In May this year, the credit rating agency Moody’s issued a statement saying it had downgraded the debt of the Co‑operative Bank by a whopping six notches to ‘junk’ status. This followed news in February of a £1.5 billion hole in the Co-op’s balance sheet – a shortage almost as big as the bank’s total capital.
Of the £1.5 billion, £900 million stemmed from real estate loans; 12 major commercial property developments on the Co‑op’s books were found almost at once to be in danger of default. The Co-op also needs £600 million more in cash to meet new capital funding requirements, introduced by regulators in an effort to make banks safer.
More bad news followed at the Co-op’s half-year financial results in August, which revealed a further £496 million of write‑downs on loans the bank had hived off into an internal ‘bad bank’ to insulate the rest of the company. This took the overall impairment charges on its lending up to almost £1 billion over the past year and a half.
Unlike banks owned by external investors, the Co-op can’t raise capital from its owners. Solutions under discussion have been drastic, ranging from seeking a bailout, to selling parts of the Co-operative Group (the mutual of which the Co-op Bank is a subsidiary), to selling shares on the stock market, an anathema to the bank’s espoused values. In the end, the bank and regulators agreed on a ‘bail-in’: converting £1.3 billion in loans from outside investors to £1 billion in new capital, a step that will see investors lose 25 to 30 per cent. An additional £500 million will be raised by selling off some of the bank’s loan book and the Group’s insurance business.
These problems came as a surprise to many. The Co-op, which traces its roots to the 19th-century co-operative movement in the north of England, has long been celebrated as an ethical alternative to the major high street banks. For those banks, scandals of rate fixing, risky lending and mis-selling savings and insurance products have created a crisis of public trust. The Co‑op emerged relatively unscathed from the economic downturn and flourished on the back of Occupy and a Move Your Money (MYM) campaign that convinced some two million customers to close their high street accounts.
What went wrong? The Co-op itself, Bloomberg, BBC and others blame Britannia. The official story goes that this building society issued risky property loans before its merger with the Co-op in 2009, which only later became apparent. But that skims over the management decisions and politics behind the Co-op’s rapid expansion: a story in which David was keen to turn himself into a giant to beat the high street Goliaths.
The government’s role has also been left out. The 2008 crash made clear that many building societies had engaged in the same risky practises as major banks. To quell the crisis, the government pushed healthier institutions to absorb collapsing ones. It encouraged the ‘merger’ of Nationwide with the troubled Derbyshire and Cheshire building societies, while presiding over the union of the Co-op and Britannia.
Creating a ‘supermutual’ suited both Labour’s politics and David Cameron’s ‘big society’ election campaign. The Financial Times hailed the Co-op/Britannia merger as ‘the solution to the over-concentrated banking industry’.
For management, it was a once-in-a-lifetime growth opportunity, launching the Co-op into sudden competition with Lloyds, NatWest and Barclays. The merging parties appeared well-suited for each other. Britannia was member-owned, like the Co-op, and a substantial player in property, where the Co-op was keen to expand.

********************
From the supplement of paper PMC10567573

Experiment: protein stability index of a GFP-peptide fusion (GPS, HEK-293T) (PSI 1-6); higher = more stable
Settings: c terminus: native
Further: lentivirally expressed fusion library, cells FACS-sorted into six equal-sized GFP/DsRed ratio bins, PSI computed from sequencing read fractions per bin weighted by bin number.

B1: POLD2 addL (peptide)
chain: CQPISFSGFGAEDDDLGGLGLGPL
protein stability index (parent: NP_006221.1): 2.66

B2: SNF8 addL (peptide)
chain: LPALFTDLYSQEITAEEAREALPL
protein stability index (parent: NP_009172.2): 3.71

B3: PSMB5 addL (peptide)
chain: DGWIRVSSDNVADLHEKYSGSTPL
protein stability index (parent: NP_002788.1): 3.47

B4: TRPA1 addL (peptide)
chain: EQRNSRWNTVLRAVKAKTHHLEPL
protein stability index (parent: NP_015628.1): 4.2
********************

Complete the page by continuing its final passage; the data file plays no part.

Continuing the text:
Plus, if the Co-op wanted to establish itself as a true competitor on the high street, it needed more than just 100-odd branches in the north of England. Absorbing Britannia meant sudden expansion to the south with the addition of 200 more branches.
Then, possibly fuelled by media attention and government support, Co-op execs appear to have been gripped by megalomania. Neville Richardson, chief exec from the Britannia side, had just taken control of the newly enlarged Co-op when he and colleagues attempted another merger, one that would have tripled the bank’s size for the second time.
Thus began the Co-op’s short-lived entanglement in ‘Project Verde’, a name given to the sale of 632 branches of Lloyds. A successful purchase would have left the Co-op with nearly 1,000 branches. But after details of the bank’s financial problems emerged, the impossibility of the roughly £700 million price tag became clear.
All this raises questions of how much the execs knew about Britannia’s bad loans when they merged, and how much they knew of their own financial problems when embarking on the Lloyds expansion. Why had they planned to press ahead with a risky and expensive reorganisation (around £250 million on a new IT system)?
It is striking that the Co-op’s losses on commercial real estate lending were booked shortly after Project Verde collapsed. It seems rather unlikely that Co-op execs – particularly Richardson, who had headed Britannia – would have failed to understand the risks involved in those real estate deals prior to the collapse of Project Verde. Nor is it likely that all large commercial loans turned bad all at once.
Instead, it seems entirely feasible that those bad loans had been kept off the records or downplayed for the time being so as not to jeopardise the Co-op bid for the Lloyds branches. Had the deal gone through, existing bad debts would have been less significant because the bank would have been well capitalised with a larger balance sheet. But the deal did not go through, and the bank had to come clean.
While we can’t be certain about execs’ involvement in hiding bad debts to secure Project Verde (which probably would have secured them bonuses, too), it is striking that several Co-op execs have jumped ship – ostensibly for personal reasons. And it is worth asking why regulators overseeing the Verde deal didn’t notice the problems lurking below the surface.
The independent review headed by Sir Christopher Kelly plans to investigate and present some answers at the Co-op’s AGM in May 2014, though by that time much damage will have been done. Thousands of small investors who bought bonds with the Co-op assuming they were a safe source of retirement income will face a loss. Private equity and hedge (or ‘vulture’) funds that have been circling the Co-operative Group’s assets for months may have the chance to buy, and no doubt disregard what the Co-op has historically stood for. A further danger is a spillover effect on other ethical or mutual banking alternatives, potentially affecting Charity Bank, Triodos Bank and Ecology Building Society, if customers give way to cynicism and declare all banks self-interested and greedy.